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So far, this season of Sons of Anarchy has been a season of reckoning, retribution and consequence. It has definitely had its fair share of controversy, especially regarding the season premiere’s display of underage gun violence. It seems that everyone is taking a “shot” at Kurt Sutter's, as well as FX’s, decision to include such a violent narrative. For more on that issue, check out this article. However, I’m not here out of dismay or disapproval. Creative expression is integral to the creation of worthwhile programming. I’m quite sure the television rating system and graphic violence warnings aren’t just decoration. These warnings work doubly as a way to caution and as a way to allow for such creative liberties. I’m not saying I didn’t find the episode shocking because I certainly did, however, it’s precisely that shocking, and sometimes dark, characteristic that draws me into a show season after season. Instead, I want to take a moment to look at the narrative structure of the entire series up to this point. If you’ve been a fan of the show since its beginning, it’s not difficult to understand why this season is heading down this dark, winding road.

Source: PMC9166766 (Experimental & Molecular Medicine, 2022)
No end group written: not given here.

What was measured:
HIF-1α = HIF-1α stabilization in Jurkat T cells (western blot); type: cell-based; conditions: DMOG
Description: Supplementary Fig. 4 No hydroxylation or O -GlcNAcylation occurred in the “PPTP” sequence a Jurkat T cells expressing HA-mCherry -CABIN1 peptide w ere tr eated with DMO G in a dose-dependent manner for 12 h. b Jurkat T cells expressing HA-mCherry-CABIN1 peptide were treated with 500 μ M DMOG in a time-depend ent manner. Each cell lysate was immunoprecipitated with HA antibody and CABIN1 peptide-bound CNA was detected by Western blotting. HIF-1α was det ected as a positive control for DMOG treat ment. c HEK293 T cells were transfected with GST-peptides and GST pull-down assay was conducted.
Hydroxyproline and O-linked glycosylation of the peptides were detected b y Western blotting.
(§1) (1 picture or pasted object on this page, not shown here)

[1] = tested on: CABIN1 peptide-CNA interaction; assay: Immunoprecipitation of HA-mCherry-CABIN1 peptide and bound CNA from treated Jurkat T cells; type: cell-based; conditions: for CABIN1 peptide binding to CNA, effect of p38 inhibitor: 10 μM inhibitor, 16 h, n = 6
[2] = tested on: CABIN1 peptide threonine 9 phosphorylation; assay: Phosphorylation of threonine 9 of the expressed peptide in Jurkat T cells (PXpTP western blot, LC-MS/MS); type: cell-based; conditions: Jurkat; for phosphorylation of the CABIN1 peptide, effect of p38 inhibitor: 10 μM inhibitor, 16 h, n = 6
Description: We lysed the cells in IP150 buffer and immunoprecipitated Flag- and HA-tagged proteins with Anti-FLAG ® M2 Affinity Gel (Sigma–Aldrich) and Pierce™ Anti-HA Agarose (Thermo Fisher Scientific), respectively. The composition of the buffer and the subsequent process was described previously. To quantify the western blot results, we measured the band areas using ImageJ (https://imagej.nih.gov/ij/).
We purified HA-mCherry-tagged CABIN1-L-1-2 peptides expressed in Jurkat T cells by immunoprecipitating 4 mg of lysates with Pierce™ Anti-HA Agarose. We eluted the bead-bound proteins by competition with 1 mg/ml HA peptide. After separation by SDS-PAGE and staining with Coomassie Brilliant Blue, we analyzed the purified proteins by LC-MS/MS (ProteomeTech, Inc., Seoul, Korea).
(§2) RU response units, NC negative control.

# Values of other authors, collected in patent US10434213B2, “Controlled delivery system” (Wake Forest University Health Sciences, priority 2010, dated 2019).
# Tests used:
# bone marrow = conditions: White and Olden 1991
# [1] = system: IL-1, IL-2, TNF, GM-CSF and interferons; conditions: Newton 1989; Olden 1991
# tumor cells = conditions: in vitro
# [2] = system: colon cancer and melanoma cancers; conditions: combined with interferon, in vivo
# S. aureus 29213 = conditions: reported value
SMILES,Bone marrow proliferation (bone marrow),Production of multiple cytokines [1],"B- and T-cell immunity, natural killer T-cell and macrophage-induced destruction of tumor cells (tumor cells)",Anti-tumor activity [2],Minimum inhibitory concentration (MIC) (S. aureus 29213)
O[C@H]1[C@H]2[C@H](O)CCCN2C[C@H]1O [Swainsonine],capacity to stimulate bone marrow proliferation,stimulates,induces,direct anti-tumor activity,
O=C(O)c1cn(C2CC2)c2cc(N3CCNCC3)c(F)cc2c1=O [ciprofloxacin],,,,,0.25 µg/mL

From the very beginning, the audience has been faced with growing concern over violence through Jax’s own contemplation of the club’s bloodshed and aggression. There was a small sliver of hope that Jax and his family could escape the crime-ridden world of the Sons, but that hope faded as Jax watched his best friend surrender himself to the brutality of the club life. Opie’s brutal murder for the sake of the Sons made it quite obvious that the Sons of Anarchy weren’t going to escape the vicious consequences of their violent and selfish actions. This season is taking this one step further toward an assumed forthcoming end to the series. This entire time, the narrative has been consumed with how the violence has affected the members of the club and those having any sort of association. The club itself has been forced to reexamine its structure. This season’s narrative extends this violent action outside the club’s circle. These violent actions can no longer be contained. It’s now time to take a look at the bigger picture. Violence cannot be controlled. It’s an infestation that spreads like a weed. There have been so many twists and turns since the start of the season that it’s hard to believe we're only four episodes in. I feel like I’m on an intense rollercoaster of emotion.